The role the educator plays ensuring that links between the learning outside the classroom door and beyond the classroom fence to the learning inside the classroom is essential to the provision of a high quality program. Case studies from early childhood classrooms will be shared expanding on how the educators link the curriculum, develop dispositions for learning and extend children’s thinking and learning across a variety of wild spaces.

 

6 - Embedding learning in a nature based play environment presented by Catherine Hunt & Suzanne Dawson (POLA)

The DECD preschool outdoor learning project has committed to creating 20 new outdoor learning areas in South Australian preschools between 2014 and 2018. This government initiative represents a $6 million investment over 4 years. The project has now been delivered at 10 sites across South Australia.

 

The design and build of each area takes into account authentic contributions from children, families and the local communities. The engagement process is helping to create culturally appropriate environments that strengthen local communities. Adelaide Miethke Kindergarten (Woodville South) participated in the project during 2015/16. The upgraded outdoor space was officially opened by the Premier of South Australia The Honourable  Jay Weather on 25 November 2016. Join the staff team at Adelaide Miethke as they share their incredible professional development journey to maximise the teaching opportunities  that the upgraded space offered preschool and occasional care staff. Key themes includes STEM, Numeracy and Literacy embedded within a nature based play philosophy.  

 

7 - 8 Ways of Learning: Incorporating Aboriginal Pedagogy into Nature-Based Education presented by Rachel Buckley and supported by Elodie Gidou and Annabel Brown

Gain an experiential taste of the 8 Ways of Learning framework. Experience language, narrative and metaphor as important dimensions of nature-based pedagogy and spend time with an Indigenous education specialist, Aunty Rachel Buckley of Wirradjurri descent. With this workshop you will take home a range of simple, practical ideas to be incorporated into existing class times and be able to generate powerful questions to guide personal practice.


At the Aurora Southern Highlands Steiner School in NSW, nature-based education is a key theme and is incorporated into many aspects of school life- from wilderness play around their creek, to bush regeneration, kitchen gardening, farm and bush excursions, seasonal learning programs and seasonal celebrations. Over the past year they have established an Aboriginal education program that brings Aboriginal cultural learning to all students- indigenous and non-indigenous. 

 

8 - Continuing the Conversation with Doug Fargher 

Join Doug as he explores the concepts of his keynote in greater depth. 

 

 

BACK TO MAIN PAGE

 

Workshops (Days 1 & 2)

 

1 - Creating Small Worlds presented by Simon Hutchinson

Using natural, open-ended materials learn the value of creative play as you dabble in making your own small world.  See how this play encourages brain development, experimentation, mathematical thought, problem solving, risk-taking, creativity and imagination.  An easily transferable activity that allows you  to combine some of what you have and know, to make a whole that's greater than its humble parts.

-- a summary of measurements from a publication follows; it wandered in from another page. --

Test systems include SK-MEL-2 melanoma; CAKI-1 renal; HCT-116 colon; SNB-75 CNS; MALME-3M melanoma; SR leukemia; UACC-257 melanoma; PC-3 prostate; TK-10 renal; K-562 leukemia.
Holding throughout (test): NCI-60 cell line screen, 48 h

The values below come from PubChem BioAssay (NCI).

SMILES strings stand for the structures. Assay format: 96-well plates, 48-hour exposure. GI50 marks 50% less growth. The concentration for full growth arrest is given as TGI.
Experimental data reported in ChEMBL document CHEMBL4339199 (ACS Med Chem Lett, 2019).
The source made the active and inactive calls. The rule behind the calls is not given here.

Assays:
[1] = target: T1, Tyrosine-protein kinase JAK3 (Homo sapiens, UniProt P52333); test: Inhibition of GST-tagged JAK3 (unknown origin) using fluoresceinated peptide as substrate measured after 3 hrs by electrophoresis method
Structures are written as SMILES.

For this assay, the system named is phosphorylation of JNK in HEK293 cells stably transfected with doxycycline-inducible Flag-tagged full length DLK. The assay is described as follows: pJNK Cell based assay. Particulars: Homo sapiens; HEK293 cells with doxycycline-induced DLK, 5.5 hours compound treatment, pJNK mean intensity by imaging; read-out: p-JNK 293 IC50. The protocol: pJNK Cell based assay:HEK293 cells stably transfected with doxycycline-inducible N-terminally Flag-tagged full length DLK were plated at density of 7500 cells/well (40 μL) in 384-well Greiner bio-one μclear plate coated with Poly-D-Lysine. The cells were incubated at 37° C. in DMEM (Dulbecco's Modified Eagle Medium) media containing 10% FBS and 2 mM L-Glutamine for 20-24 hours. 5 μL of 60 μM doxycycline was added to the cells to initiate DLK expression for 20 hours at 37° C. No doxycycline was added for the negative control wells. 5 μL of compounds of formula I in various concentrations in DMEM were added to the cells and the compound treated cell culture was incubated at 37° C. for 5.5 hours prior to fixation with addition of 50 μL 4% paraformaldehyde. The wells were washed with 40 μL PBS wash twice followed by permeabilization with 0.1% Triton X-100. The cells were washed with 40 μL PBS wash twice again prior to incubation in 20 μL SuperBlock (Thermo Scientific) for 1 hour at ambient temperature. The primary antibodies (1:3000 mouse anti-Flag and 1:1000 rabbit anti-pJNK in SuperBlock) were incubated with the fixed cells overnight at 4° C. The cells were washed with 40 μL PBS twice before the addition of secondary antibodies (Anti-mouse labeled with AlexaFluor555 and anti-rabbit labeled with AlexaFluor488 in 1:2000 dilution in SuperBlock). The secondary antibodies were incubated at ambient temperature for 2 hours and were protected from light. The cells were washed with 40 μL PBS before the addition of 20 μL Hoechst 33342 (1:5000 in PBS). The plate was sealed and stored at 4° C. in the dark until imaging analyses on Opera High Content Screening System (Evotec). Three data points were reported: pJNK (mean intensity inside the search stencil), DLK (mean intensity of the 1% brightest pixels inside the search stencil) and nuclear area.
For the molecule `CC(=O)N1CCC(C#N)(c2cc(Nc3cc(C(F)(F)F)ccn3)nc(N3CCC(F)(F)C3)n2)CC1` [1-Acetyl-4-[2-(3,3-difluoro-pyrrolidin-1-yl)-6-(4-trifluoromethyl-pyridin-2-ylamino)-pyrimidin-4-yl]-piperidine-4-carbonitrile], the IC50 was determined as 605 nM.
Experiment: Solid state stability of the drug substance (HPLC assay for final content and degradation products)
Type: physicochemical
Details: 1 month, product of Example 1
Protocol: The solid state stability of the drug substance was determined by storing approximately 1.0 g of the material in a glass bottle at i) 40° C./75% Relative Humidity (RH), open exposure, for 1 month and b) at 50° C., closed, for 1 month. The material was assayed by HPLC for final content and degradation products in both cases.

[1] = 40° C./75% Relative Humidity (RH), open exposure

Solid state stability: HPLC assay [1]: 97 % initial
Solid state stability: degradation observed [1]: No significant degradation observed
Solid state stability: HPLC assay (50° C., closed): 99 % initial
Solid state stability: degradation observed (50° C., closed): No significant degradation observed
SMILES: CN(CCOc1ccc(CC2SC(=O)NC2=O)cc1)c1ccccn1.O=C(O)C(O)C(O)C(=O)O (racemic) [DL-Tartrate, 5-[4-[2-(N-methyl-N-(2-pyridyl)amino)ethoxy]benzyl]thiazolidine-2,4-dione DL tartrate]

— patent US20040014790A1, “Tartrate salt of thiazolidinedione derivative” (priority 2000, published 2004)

2 - Counting on Whittling presented by Anthony Morris

Learn how to incorporate mathematics into your nature pedagogy practice. Join Anthony in exploring how to recognise and include mathematics into your program by creating materials for use, by children and adults within your classroom. Learn safe techniques and procedures for using tools with children and listen to the opportunities to develop conceptual understanding through the use of accurate mathematical language will be shared. Develop an understanding of how to include all areas of mathematics through both teacher directed experiences and incidental learning opportunities. Connect with the environment and learn about sustainable use of materials and resources. 

 

3 - Weaving with Nature presented by Carly Garner

Come and sit in circle, create beautiful and functional objects for yourself and your service, made from and in earth. Learn the slow art of weaving using natural materials such as lomandra, banana fibre and lemongrass and weeds such as cats claw and corky passion vine. We'll make cordage and weave a small basket, coil weave or flat weave piece, and discuss the value of a weaving circle to the children - and staff - in your setting.

 

4 - Bush Toy Making presented by Natasha Livock

Linking Indigenous art forms and nature with sustainable practices is the focus of this workshop. Come along and engage with straw and wool as we create bush toys/sculptures. This is a unique and personal way of creating toys that can be used for dramatic play, story-telling and connecting with culture. Also, an opportunity to explore the STEM elements underpinning this learning experience.

 

5 - The Magical World of Felting presented by Briony Brooks

Welcome to the magical world of needle felting and wet felting. Imagine transforming wool into one of a kind creations in this one hour workshop. Learn how to make your own felt from sheep’s wool, create your own miniature bowls and balls, or could they be a nest and eggs? Create your own miniature garden complete with ladybirds, flowers and bees. You are only limited only by your imagination.